Aquafaba (literally the amalgamation of the Latin words for water and bean) is the liquid that remains after boiling legumes. In 2014 a French musician discovered this liquid’s ability to create a foam similar to egg whites, and started a vegan revolution of sorts.
See, for those who do not consume eggs (whether by choice or necessity) certain foods become really difficult to make. Meringues, angel food cake, marshmallows, macarons and some cocktails all rely on eggs for their creation. Egg replacers are common at this point, but they aren’t all the same, and not all of them work for all things. Aquafaba may be just another egg replacer, but it’s got some unique properties that other replacers don’t possess.
The problem is that eggs don’t serve only one purpose in a food. They are what’s called a polyfunctional ingredient, since they serve three distinct and culinarily important functions outside of their taste and nutritional roles: emulsifying, coagulating and foaming. Each of these functions is affected by different conditions like temperature and pH, and each relies on different chemical processes.
Eggs as emulsifiers are the simplest to emulate. In this role the egg serves to stabilize a mixture between two immiscible liquids. Silken tofu, flax or chia seeds, bananas, mustard (for savoury recipes) or applesauce can all be used as egg substitutes in recipes in which the egg functions only as an emulsifier. The main factor affecting emulsifiers is concentration, with dilute ingredients emulsifying poorly. I really enjoy baking but have largely stopped baking with eggs since eggs mostly function as emulsifiers in my recipes, and substituting them for bananas or “flax eggs” is much cheaper and works just as well!
Eggs as coagulators are more difficult to replace. Eggs coagulate when either heat, strong acids or strong bases cause the proteins in them to denature (lose their structure). The rate and efficiency at which this happens depends on the salt, sugar, and acid content of the food. In eggs the main proteins that coagulate are conalbumin and ovalbumin in the white, and lipoproteins in the yolk. Lots of other proteins coagulate but under different conditions than typically occur during cooking. Egg replacers for coagulation have been attempted. They were made from lupini beans, whey protein, various gums and wheat products, but they haven’t really worked. Replacers made with chia seeds or soy have been a bit better, while replacers made with proteins isolated from whole bovine blood plasma have debatably worked the best but using cow’s blood isolates as an egg replacer probably wouldn’t sit well with most people who use egg replacers.
The foaming ability of eggs is the hardest to replicate. An ingredient’s ability to foam is affected by the method of beating, temperature, pH and water content. Some foods such as soy milk or whey protein can create foams, but these foams are not stable at high temperatures, which is what you need to make angel food cake or meringues.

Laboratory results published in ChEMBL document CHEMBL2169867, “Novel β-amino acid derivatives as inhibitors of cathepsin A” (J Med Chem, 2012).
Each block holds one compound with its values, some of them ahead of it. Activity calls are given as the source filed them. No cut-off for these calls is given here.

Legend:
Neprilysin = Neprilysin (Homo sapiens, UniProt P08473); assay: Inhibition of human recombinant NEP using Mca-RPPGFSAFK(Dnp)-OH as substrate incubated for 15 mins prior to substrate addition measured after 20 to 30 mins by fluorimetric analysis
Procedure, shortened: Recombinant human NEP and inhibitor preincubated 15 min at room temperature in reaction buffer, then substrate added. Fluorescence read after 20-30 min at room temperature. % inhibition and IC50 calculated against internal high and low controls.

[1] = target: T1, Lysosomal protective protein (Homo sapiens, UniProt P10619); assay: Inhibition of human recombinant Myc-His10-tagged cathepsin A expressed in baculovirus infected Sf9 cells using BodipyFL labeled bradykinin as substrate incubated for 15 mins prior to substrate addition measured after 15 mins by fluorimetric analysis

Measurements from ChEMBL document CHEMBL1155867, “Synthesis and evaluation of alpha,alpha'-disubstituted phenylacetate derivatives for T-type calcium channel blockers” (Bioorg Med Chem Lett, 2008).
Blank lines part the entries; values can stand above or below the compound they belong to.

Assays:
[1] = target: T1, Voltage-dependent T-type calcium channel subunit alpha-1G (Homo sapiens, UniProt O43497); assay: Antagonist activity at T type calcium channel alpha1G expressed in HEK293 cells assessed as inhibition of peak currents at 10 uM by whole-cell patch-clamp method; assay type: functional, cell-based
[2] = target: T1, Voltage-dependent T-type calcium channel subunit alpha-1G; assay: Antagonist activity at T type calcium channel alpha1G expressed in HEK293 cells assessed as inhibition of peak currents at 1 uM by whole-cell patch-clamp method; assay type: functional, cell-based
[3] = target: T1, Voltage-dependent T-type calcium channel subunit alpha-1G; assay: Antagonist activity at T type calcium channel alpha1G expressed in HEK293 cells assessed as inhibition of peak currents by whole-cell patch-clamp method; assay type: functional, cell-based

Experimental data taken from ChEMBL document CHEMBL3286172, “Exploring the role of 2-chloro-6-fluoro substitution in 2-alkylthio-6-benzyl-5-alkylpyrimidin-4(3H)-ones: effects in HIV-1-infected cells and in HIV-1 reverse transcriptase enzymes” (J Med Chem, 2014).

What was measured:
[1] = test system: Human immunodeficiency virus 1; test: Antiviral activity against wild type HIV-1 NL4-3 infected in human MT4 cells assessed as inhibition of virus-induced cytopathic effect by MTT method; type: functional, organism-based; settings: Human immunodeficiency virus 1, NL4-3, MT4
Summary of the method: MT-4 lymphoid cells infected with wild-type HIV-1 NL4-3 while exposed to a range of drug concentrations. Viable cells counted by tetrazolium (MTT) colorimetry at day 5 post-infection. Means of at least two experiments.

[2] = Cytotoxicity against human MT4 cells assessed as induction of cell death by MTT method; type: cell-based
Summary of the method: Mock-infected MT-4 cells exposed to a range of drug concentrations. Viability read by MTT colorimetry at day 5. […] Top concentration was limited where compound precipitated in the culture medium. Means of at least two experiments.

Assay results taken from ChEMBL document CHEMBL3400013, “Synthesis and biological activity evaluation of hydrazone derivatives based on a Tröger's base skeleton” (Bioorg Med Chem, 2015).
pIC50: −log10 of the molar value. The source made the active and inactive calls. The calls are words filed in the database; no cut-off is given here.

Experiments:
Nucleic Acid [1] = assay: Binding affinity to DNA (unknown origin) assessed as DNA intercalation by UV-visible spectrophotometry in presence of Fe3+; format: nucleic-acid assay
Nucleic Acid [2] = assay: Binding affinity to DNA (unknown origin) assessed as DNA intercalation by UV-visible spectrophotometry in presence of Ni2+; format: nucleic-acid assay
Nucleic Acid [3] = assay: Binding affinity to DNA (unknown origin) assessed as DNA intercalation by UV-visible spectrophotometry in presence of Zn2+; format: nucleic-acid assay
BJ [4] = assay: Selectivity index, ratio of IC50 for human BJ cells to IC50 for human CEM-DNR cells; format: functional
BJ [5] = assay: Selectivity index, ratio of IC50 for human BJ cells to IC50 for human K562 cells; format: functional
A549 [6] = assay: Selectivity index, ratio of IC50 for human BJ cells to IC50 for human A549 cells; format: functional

That’s where aquafaba comes in! It’s vegan, temperature resistant, and made from what would otherwise be waste.
Legumes, like chickpeas, are usually bought either canned and precooked, or dry and uncooked. To cook dry chickpeas you simply boil them for about an hour and a half (pre-soaking dried beans doesn’t actually made them cook faster, so stop wasting your time doing it). During the cooking process the water-soluble proteins and sugars inside the chickpeas are able to travel into the cooking water. The longer you cook the legumes, the more of this migration will occur, as up to about 5% of the dry weight of each chickpea moves into the water. Once you remove your cooked chickpeas, what you’re left with is aquafaba, a sort of protein- and sugar-enriched water.
A study has found that the main components of aquafaba are polysaccharides, sucrose, and various proteins. Chemically, this mixture has many of the same components as egg whites, so it makes sense that it can function in many of the same ways. The study also found that some of the compounds most important for aquafaba’s foaming ability are saponins. Saponins, as the name suggests, are characterized by the soap-like foam they produce when shaken.
So how do you actually use aquafaba in a recipe? You basically just whip it up! Using a hand or stand mixer, whip the liquid from your can of legumes or your cooking water for about 3-6 minutes to get semi-firm peaks. You can add some cream of tartar to make the peaks firmer for use in macarons or meringues, or skip the whipping and use it as a binder to make vegan mayonnaise or vegan muffins. The application I’m most excited to try? Aquafaba as a replacement for egg whites in cocktails!
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